As plans for Europe’s first vertical launch spaceport in Sutherland take a major step forward, here is a look back at how the project has progressed so far.
A’Mhoine, between Tongue and Durness, was selected as the proposed site for the country’s first spaceport back in July 2018.
The UK Space Agency said the area would be the best place in the country to highly sought-after satellite orbits with vertically-launched rockets.
Agency chief executive Graham Turnock said the spaceport would “help kick-start an exciting new era for the UK space industry” – an industry he claims is potentially worth £3.8 billion to the UK economy over the next decade.
Public consultations begin on the £17m project.
Suggestion made that Lockhead Martin, the US company developing the project, will lodge a planning application in 2019.
A campaign group is formed to oppose the construction of the spaceport, following a split among local crofters at the Melness Crofting Estate.
Its the intention is to use it as its base to manufacture the rockets that will be launched from the Sutherland spaceport.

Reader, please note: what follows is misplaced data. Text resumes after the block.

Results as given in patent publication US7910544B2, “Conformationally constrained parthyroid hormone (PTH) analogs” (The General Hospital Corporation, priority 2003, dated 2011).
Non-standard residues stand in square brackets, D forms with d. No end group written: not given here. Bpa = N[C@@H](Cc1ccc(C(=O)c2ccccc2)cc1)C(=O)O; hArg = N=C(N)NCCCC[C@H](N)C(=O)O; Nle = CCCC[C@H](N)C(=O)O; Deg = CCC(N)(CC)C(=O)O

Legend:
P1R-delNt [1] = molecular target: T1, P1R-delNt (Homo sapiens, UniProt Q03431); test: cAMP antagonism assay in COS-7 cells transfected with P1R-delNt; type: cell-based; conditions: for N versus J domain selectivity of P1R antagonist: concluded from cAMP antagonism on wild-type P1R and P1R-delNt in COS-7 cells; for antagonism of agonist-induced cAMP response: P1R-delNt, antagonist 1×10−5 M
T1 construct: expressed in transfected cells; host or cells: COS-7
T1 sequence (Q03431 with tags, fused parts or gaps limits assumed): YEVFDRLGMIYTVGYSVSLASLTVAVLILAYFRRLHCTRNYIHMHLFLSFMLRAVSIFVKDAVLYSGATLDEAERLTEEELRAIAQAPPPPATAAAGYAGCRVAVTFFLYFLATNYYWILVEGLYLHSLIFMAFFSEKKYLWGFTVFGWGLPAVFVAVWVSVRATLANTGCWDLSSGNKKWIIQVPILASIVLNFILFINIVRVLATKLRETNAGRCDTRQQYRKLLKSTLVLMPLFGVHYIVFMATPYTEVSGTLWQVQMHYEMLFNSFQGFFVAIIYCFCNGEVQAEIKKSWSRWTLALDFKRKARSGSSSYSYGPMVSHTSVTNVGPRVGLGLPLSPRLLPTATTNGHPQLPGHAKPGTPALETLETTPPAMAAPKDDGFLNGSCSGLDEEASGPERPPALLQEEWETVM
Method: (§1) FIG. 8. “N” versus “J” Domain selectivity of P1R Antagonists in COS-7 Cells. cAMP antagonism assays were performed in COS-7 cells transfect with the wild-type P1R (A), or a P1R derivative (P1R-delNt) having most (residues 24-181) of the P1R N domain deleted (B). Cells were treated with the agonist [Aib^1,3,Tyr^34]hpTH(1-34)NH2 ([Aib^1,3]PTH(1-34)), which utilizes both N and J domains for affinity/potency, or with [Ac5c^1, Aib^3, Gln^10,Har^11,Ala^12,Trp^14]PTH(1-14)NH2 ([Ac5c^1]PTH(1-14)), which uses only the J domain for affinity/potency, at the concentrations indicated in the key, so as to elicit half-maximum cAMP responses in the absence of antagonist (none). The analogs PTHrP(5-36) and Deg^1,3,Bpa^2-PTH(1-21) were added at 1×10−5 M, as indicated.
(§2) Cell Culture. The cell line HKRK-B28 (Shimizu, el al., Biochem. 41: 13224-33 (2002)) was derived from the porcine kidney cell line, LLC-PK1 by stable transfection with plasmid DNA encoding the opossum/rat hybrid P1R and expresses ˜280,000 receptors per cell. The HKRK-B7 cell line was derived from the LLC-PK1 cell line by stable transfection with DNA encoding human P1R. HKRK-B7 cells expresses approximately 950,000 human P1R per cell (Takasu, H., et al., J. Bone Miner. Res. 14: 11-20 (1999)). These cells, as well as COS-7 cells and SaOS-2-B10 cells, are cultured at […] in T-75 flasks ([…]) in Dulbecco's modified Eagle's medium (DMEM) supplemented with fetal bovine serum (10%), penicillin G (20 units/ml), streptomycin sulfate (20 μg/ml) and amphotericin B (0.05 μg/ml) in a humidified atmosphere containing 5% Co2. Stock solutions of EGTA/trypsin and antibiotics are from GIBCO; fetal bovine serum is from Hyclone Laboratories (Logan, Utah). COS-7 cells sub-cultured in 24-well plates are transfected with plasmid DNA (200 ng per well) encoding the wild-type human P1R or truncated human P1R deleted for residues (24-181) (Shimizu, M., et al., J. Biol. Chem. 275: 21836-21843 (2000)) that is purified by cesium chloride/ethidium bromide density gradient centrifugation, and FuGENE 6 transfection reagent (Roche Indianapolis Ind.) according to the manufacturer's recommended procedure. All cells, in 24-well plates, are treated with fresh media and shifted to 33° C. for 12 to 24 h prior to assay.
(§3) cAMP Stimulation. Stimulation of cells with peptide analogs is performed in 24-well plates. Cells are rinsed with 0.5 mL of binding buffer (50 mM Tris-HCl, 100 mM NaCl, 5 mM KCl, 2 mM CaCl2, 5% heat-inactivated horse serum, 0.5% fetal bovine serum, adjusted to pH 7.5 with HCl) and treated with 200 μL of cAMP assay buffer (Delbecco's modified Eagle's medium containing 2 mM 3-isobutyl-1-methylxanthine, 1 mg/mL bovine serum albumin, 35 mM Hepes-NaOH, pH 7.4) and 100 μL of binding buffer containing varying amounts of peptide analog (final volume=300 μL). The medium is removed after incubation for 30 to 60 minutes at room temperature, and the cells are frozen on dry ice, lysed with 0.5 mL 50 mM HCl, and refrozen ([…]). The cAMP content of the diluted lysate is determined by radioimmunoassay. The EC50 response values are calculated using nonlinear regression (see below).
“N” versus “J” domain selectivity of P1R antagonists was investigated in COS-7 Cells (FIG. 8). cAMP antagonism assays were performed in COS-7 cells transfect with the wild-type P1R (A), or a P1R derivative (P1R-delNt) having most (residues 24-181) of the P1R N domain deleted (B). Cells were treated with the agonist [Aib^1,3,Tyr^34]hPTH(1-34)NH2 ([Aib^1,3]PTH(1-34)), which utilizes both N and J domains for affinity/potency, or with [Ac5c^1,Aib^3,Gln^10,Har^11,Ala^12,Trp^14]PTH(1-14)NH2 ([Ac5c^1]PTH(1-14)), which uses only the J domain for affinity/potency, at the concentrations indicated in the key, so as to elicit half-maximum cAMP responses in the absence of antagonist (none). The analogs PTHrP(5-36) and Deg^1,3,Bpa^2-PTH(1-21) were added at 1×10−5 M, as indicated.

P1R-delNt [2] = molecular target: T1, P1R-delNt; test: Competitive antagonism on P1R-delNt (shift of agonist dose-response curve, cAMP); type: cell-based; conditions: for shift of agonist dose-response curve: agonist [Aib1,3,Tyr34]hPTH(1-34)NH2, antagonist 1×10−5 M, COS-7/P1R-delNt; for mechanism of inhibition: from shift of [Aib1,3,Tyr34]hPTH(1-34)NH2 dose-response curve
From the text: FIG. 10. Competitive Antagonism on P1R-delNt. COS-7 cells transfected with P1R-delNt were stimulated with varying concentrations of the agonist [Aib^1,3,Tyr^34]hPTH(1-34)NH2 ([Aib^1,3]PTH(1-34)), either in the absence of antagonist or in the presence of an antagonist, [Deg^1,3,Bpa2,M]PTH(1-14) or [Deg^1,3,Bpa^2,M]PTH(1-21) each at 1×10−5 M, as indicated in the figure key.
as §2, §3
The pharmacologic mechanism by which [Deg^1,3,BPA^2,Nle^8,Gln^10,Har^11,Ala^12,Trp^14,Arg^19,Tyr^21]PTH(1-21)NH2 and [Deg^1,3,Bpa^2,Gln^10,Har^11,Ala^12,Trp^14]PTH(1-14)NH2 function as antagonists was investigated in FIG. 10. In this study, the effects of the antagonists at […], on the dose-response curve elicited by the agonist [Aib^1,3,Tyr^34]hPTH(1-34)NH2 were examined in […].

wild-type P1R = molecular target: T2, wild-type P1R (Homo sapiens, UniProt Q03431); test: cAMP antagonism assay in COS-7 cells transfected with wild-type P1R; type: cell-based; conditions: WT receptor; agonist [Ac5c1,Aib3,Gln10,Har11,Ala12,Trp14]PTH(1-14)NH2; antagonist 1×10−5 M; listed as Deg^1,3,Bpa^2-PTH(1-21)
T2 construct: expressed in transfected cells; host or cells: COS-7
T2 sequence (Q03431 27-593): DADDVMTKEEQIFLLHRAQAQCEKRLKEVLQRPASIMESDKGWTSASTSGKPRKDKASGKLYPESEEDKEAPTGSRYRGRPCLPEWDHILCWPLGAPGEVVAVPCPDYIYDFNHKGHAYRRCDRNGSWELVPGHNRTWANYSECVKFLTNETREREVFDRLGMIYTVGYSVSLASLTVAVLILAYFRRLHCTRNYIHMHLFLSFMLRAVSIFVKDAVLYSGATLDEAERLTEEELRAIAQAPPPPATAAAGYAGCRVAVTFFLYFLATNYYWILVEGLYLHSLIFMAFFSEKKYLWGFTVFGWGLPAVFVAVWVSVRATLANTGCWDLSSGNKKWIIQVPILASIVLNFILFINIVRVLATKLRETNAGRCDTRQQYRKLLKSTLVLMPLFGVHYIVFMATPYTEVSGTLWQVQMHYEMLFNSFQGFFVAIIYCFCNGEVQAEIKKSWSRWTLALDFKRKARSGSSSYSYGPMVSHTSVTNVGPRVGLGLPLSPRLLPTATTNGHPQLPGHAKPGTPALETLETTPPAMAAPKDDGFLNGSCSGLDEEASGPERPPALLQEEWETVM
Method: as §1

Mr Oxley told the P&J he reckoned the sector could become as important to the Highland economy as renewable energy.
- Far North MSP Gail Ross outlines her support for the project, while Scotland’s largest land-owner, Danish billionaire Anders Holch Povlsen is reported to be against it.
Fresh questions over the suitability of the A’Mhoine site is raised by a new study.
Research by Professor Mike Danskin, of Heriot-Watt University, and Geoff Whittam, of Glasgow Caledonian University, expressed concerns that – far from bringing jobs and prosperity to the area – the spaceport would obstruct the development of more appropriately scaled businesses.
The boss of rocket builder Orbex comments that blasting off from the Highlands is “fast becoming a commercial reality,” after the company secures its fourth customer.
An official report from HIE casts doubt on how rising costs of the project will be met.
HIE is reported to be “active discussions” with the Scottish Government and the UK Space Agency (UKSA) on the issue.
A planning application, expected before the end of 2019, is delayed so last-minute changes can be made to the design proposals.
The alterations are understood to relate to the “visual impact of the launch site”, as well as the internal road layout for the development near Tongue.
The planning application is submitted to Highland Council.